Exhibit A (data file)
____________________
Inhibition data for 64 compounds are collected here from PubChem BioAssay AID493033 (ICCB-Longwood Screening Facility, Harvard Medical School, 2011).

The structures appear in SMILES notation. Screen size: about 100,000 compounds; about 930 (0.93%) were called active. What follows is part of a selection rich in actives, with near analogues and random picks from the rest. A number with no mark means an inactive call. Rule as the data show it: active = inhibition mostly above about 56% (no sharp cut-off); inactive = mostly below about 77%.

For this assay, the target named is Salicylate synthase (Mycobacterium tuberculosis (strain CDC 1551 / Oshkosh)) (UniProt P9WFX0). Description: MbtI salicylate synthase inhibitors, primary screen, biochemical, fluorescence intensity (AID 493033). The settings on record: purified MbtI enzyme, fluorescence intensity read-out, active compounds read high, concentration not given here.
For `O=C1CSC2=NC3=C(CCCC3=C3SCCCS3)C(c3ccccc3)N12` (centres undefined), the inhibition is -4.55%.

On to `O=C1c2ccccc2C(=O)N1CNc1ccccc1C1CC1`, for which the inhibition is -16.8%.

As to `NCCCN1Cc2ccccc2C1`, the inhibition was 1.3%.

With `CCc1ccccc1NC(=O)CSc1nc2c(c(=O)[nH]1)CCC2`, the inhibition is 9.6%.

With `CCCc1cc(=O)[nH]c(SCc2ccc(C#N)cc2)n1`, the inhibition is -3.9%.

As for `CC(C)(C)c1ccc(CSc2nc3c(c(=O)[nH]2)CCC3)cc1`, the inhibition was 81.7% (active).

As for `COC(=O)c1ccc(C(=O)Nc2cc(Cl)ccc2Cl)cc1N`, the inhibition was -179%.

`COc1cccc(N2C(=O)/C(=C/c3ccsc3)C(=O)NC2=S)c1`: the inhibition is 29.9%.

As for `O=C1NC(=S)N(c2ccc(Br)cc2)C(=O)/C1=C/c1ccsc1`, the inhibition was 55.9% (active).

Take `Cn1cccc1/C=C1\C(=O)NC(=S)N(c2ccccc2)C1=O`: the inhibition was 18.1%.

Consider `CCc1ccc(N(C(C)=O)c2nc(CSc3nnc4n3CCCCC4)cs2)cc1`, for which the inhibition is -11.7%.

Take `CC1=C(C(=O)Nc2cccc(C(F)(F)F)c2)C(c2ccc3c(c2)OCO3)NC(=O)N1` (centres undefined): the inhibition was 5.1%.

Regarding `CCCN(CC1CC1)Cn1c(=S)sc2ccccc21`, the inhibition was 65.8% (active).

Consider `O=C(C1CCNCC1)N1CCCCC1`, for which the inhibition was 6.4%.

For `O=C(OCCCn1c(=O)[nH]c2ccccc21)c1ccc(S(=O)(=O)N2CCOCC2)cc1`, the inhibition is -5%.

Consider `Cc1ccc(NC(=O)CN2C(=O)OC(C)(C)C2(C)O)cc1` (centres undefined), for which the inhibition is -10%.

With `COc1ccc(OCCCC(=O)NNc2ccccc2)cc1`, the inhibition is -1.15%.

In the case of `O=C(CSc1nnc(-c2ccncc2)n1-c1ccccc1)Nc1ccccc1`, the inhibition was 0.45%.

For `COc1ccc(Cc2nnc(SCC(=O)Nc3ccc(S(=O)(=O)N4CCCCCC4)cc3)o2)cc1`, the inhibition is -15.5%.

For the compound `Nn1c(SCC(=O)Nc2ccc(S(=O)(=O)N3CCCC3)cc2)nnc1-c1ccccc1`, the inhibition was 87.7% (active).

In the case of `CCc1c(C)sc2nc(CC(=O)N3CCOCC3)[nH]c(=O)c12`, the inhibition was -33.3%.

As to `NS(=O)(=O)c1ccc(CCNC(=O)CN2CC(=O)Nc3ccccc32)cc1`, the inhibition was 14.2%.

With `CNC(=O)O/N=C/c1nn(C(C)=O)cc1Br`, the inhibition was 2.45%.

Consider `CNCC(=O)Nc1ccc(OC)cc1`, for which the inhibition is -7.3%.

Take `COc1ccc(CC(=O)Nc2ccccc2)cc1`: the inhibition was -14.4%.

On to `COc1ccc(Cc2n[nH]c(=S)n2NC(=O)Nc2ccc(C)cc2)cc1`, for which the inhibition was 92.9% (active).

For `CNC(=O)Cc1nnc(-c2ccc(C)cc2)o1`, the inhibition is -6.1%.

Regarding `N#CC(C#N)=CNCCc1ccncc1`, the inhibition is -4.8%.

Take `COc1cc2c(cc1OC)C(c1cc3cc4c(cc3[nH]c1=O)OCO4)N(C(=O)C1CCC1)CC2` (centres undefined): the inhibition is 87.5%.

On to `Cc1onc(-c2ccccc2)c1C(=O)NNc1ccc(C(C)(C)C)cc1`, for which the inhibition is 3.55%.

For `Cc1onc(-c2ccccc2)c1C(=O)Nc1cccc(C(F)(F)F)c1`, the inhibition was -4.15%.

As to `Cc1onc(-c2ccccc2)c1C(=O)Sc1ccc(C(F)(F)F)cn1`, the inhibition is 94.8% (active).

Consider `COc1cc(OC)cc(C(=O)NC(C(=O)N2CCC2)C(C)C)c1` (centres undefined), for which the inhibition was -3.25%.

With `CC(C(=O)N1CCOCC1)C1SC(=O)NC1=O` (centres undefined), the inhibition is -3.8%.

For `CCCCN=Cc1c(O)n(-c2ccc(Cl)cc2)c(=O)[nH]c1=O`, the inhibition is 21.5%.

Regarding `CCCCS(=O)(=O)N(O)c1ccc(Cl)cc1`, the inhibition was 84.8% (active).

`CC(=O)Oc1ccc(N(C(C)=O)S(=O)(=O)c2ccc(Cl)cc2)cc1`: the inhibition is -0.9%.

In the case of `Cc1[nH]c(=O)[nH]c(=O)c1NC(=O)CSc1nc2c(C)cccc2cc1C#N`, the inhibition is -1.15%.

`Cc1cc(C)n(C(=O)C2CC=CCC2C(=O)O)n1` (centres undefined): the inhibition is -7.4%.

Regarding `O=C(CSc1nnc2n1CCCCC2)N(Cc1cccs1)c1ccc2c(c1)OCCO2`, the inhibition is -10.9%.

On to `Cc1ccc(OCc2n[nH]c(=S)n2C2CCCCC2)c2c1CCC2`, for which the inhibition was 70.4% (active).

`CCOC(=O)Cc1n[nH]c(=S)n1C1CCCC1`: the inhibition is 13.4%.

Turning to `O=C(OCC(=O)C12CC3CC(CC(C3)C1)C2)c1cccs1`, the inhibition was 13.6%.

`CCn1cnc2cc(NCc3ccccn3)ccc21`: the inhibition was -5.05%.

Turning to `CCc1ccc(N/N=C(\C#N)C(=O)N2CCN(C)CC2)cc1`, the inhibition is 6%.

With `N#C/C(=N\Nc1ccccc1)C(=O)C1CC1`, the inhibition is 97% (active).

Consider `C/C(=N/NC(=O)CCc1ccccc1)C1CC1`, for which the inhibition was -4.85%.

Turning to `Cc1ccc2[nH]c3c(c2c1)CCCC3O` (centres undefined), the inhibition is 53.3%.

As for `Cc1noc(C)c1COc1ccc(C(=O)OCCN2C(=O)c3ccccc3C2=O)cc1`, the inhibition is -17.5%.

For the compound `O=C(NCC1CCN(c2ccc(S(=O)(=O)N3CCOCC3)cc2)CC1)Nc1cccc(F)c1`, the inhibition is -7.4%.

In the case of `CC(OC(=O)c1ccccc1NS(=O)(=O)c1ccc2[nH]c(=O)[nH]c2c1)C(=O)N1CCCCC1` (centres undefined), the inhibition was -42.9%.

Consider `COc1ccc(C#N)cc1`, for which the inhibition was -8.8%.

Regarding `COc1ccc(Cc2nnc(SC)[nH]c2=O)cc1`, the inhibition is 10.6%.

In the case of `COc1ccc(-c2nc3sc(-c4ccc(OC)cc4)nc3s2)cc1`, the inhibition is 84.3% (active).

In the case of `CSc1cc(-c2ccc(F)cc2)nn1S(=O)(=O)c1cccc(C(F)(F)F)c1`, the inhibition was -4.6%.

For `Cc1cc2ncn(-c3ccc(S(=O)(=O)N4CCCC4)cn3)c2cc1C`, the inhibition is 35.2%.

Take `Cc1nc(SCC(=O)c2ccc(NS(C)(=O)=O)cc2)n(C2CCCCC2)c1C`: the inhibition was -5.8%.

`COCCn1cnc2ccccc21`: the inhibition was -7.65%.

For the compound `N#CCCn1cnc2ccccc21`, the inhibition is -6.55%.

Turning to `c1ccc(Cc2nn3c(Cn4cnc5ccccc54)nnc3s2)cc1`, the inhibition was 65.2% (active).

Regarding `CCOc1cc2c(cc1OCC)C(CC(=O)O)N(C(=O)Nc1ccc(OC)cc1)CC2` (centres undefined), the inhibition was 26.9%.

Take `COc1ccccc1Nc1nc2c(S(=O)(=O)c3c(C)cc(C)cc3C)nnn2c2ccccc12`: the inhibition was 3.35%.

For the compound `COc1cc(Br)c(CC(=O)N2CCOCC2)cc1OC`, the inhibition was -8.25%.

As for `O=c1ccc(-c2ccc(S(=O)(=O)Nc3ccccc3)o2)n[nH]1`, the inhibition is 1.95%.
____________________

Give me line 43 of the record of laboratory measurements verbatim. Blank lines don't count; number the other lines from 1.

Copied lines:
Regarding `O=C(CSc1nnc2n1CCCCC2)N(Cc1cccs1)c1ccc2c(c1)OCCO2`, the inhibition is -10.9%.